Tom Friedman comments on the NEA's Sept. 11 lesson plan:
This is a moment for moral clarity, and here are the three lessons I would teachHe performs brilliantly in parts, but based on his total score and on a straight scale I have to give him a C-.
Who are they? This lesson would emphasize that while most people in the world are good and decent, there are evil people out there who are not poor, not abused — but envious. These extremists have been raised in societies that have failed to prepare them for modernity, and the most evil among them chose on Sept. 11 to lash out at the symbol of modernity — America
Assigned reading: Larry Miller's Jan. 14, 2002, essay in The Weekly Standard: "Listen carefully: We're good, they're evil, nothing is relative...The plain fact is that our country has, with all our mistakes and blunders, always been and always will be the greatest beacon of freedom, charity, opportunity, and affection in history.
Friedman's grade for Lesson #1: 10/10.
Who are we? We Americans are not better than any other people, but the Western democratic system we live by is the best system on earth. Unfortunately, in the Arab-Muslim world, there is no democracy, too few women's rights and too little religious tolerance....Friedman's grade for Lesson #2: 10/10.
Assigned reading: "An Autumn of War," by the military historian Victor Davis Hanson
So far so good. But Friedman loses it on Lesson #3:
Why do so many foreigners reject the evil perpetrators of 9/11 but still dislike America? It's because, while we have the best system of governance, we are not always at our best in how we act toward the world. [a] Because we want to drive big cars, we support repressive Arab dictators so they will sell us cheap oil. [b] Because our presidents want to get votes, they readily tell the Palestinians how foolishly they are behaving, but they hesitate to tell Israelis how destructive their West Bank settlements are for the future of the Jewish state. [c] Because we want to consume as much energy as we please, we tell the world's people they have to be with us in the war on terrorism but we don't have to be with them in the struggle against global warming and for a greener planet.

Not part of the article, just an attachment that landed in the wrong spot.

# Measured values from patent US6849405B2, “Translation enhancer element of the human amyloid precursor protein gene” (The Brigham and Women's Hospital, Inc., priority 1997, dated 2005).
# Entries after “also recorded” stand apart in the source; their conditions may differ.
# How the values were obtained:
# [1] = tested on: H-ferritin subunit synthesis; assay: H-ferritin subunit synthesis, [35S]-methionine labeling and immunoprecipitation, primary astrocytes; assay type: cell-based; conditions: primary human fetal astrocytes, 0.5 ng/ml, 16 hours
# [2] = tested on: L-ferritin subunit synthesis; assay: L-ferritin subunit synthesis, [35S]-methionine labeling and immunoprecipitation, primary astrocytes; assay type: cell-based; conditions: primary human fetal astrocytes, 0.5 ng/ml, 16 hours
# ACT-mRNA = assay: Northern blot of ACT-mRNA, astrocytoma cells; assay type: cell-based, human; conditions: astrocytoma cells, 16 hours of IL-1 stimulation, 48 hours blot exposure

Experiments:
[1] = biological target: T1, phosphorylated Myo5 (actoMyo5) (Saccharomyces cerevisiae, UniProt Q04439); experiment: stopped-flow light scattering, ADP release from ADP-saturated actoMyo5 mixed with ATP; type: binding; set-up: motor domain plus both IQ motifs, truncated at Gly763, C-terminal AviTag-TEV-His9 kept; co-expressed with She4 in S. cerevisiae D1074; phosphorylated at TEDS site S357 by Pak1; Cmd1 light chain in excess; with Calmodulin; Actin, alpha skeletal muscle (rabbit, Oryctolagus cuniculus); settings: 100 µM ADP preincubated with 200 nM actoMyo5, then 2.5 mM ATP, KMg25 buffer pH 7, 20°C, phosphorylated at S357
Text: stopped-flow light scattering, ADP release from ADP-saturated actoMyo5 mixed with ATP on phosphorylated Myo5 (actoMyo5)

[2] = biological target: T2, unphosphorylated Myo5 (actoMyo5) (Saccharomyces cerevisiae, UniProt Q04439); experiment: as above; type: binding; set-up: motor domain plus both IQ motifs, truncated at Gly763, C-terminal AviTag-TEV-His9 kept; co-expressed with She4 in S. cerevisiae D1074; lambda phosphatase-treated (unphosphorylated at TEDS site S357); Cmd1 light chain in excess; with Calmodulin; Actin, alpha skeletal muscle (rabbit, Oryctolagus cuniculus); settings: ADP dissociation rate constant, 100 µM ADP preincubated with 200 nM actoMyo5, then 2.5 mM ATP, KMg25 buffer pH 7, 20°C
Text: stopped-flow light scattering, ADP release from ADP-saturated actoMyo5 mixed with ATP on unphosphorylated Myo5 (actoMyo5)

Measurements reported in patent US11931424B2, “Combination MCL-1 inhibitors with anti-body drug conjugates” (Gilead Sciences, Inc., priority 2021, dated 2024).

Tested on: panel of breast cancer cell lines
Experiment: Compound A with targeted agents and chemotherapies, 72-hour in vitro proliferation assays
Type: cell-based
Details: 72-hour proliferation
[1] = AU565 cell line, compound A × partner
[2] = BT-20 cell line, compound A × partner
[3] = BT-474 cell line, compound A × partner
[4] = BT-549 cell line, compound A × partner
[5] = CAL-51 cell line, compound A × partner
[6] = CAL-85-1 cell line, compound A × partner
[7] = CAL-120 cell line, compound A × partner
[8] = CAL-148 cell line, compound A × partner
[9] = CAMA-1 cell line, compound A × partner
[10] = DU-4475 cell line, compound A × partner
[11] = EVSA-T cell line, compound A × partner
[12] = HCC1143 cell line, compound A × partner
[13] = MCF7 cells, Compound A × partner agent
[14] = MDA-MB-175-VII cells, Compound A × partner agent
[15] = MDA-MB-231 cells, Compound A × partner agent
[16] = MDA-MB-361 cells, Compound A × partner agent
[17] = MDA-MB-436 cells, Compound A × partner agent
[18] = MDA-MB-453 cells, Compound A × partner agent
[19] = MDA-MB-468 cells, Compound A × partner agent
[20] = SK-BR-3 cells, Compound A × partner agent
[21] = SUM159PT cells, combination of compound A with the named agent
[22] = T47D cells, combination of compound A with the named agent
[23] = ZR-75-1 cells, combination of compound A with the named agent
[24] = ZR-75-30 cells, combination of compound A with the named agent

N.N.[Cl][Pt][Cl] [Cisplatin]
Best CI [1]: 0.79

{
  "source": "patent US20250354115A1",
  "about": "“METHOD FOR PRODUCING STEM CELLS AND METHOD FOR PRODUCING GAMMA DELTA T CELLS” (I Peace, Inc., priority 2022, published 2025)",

The point, class, is that while evil people hate us for who we are, many good people dislike us for what we do. And if we want to win their respect we need to be the best, most consistent and most principled global citizens we can be.
Assigned readings: The U.S. Constitution, Woodrow Wilson's Fourteen Points speech and the Declaration of Independence.
And as far as Wilson's Fourteen Points go, I'm not sure how much of this post-WWI peace proposal is relevant to today's world, but Point 7 would seem to be the most appealing on its face ("Belgium, the whole world will agree, must be evacuated and restored..."), until you recall that it's not talking about evacuating the EU from Brussels.
Total score: 21.5/30 = 71.7%, or a C-Posted by Stefan Sharkansky at September 09, 2002 07:15 AM